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J Auton Nerv Syst. 1996 Apr 20;58(1-2):56-62.

Acrylamide-induced neuropathic changes in rat enteric nerves: similarities with effects of streptozotocin-diabetes.

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  • 1Department of Anatomy and Developmental Biology, University College London, UK.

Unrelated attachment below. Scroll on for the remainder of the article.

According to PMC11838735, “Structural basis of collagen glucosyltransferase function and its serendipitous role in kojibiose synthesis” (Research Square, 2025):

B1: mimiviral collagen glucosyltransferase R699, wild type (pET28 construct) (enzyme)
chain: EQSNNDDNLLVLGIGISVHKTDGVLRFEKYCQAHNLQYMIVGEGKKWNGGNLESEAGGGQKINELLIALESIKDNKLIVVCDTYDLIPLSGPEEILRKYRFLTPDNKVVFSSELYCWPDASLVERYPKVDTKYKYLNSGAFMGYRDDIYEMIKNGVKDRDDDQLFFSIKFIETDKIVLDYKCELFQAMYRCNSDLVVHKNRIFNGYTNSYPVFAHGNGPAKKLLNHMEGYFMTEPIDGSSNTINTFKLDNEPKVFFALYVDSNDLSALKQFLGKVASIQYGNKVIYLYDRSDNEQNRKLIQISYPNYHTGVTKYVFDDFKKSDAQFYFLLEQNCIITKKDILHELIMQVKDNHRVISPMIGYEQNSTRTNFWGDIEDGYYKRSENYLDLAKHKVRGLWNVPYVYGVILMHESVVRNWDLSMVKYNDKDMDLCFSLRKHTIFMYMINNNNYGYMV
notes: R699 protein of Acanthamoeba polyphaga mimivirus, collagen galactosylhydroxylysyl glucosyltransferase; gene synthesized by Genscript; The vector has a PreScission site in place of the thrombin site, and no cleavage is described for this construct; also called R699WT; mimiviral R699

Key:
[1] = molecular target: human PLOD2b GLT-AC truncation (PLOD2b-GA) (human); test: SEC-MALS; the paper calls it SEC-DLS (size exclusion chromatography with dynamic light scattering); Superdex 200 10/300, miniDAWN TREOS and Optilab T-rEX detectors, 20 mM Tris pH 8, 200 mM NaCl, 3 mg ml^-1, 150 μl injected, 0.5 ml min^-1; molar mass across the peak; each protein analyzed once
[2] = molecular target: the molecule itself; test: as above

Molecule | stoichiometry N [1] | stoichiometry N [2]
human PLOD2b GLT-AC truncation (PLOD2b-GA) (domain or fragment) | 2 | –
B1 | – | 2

The effect of acrylamide intoxication (a widely used model for autonomic neuropathy) on the fluorescence intensity and density of catecholamine- and peptide-containing nerve fibres and tissue content of noradrenaline and the peptides vasoactive intestinal polypeptide, calcitonin gene-related peptide, substance P and neuropeptide Y in the enteric nerves of rat ileum was examined. Histochemical and immunohistochemical techniques were used to localize catecholamine- and peptide-containing nerve fibres. The tissue content of noradrenaline was measured using high-performance liquid chromatography, and an enzyme-linked immunosorbent assay technique was used to determine the tissue content of the peptides investigated. Acrylamide intoxication caused a significant decrease in the density of catecholamine-containing nerve fibres and tissue content of noradrenaline in the myenteric plexus of rat ileum. A decrease in tissue content and immunoreactivity of calcitonin gene-related peptide and an increase in vasoactive intestinal polypeptide was seen in the myenteric plexus of ileum from acrylamide-intoxicated rats. In the submucous plexus, the acrylamide treatment caused a decrease in calcitonin gene-related peptide immunoreactivity and an increase in vasoactive intestinal polypeptide and neuropeptide Y immunoreactivity. There was no change in either tissue content or immunoreactivity of substance P in both myenteric and submucous plexuses of the treated rat ileum. These changes have a striking similarity with those found in the enteric nerves of streptozotocin-diabetic rat ileum, suggesting the possible presence of an underlying common mechanism(s) in the development of neuropathic changes in the autonomic nerves of acrylamide-intoxicated and streptozotocin-diabetic rats.

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